SEARCHLIGHT welcomes the initiative to carry out a baseline assessment study of the marine resources of St Vincent and the Grenadines which was launched earlier this week. The study is being carried out by the Blue Marine Foundation with the generous support of the St Vincent and the Grenadines Environment Fund, in collaboration with the Ministry of Agriculture and Fisheries.
In recent years more and more attention has been paid to matters related to marine resources globally, under the broad heading of the Blue Economy. This encompasses all the resources, including valuable minerals, of the seabed and ocean floor. For countries like ours with very limited land resources, the biodiversity of our marine resources is of critical importance to our developmental thrust.
Indeed, by focusing on marine resources, even our concept of SVG as a “very tiny” island chain changes drastically since our territorial size is multiplied several times over when our marine borders are considered. It also increases our scope for development bringing to bear rich marine resources never fully integrated into our development strategies.
In recent times this has become an area for external attention and investment, and it is all the more of critical importance that we become aware of what resources we possess, what is their state of health so as to be able to ensure that these resources are best utilized in the interests of the people of St Vincent and the Grenadines, first and foremost.
There have been several allegations and complaints about the activities of foreign fishing vessels in our waters, not always substantiated because of our own limited knowledge and monitoring of marine activities. In addition, there has been a major investment relating to the export of conch and lobster in particular from our shores. We have to be on top of the ball if we are to maximize our benefits while of course ensuring that our fishery is not depleted and there are commensurate returns to investors.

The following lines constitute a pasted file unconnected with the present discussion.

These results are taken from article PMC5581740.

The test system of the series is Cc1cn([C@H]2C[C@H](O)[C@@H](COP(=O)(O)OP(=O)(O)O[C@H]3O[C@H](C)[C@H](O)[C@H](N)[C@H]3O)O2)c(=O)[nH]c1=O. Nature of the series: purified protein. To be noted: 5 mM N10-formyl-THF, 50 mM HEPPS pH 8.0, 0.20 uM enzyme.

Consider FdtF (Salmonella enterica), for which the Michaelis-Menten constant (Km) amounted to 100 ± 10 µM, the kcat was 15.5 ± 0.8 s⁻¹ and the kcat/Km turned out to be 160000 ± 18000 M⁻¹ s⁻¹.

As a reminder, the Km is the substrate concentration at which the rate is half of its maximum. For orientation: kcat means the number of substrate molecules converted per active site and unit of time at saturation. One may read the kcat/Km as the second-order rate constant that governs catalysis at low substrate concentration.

This is precisely where the importance of the baseline study comes in, for it presents an opportunity to examine what is there at the present and to plan and build for the future. It is not by accident that the valuable conch and lobster resources are specifically mentioned, not only for their value but regarding their vulnerability.
It is not just the various marine resources, the fish, the conch, the lobster, that we must care for, the health of the marine environment is vitally important and given climate change issues, the study will help us to understand what is taking place in this regard. It will be critical that the valuable information gleaned from such a study is utilized in the best interest of all, that it is fed into policy formulation so as to enable those responsible to be able to identify and address issues of concern.
Vigilance at all times will be necessary if we are to protect our national interests and avoid the mistakes made on Mother Earth.
Let us not forget the important role of our fisherfolk in this. We are pleased to note that local people such as conch divers and fisheries officers will be trained as part of the project. There must be ongoing interaction between government and fishing communities, with emphasis on the involvement of young people not only in the study but in the industry and the Blue Economy as a whole.
The SVGEF and the Blue Marine Foundation must be thanked for this important initiative and the support and collaboration of the Agriculture Ministry is a vital element of its success.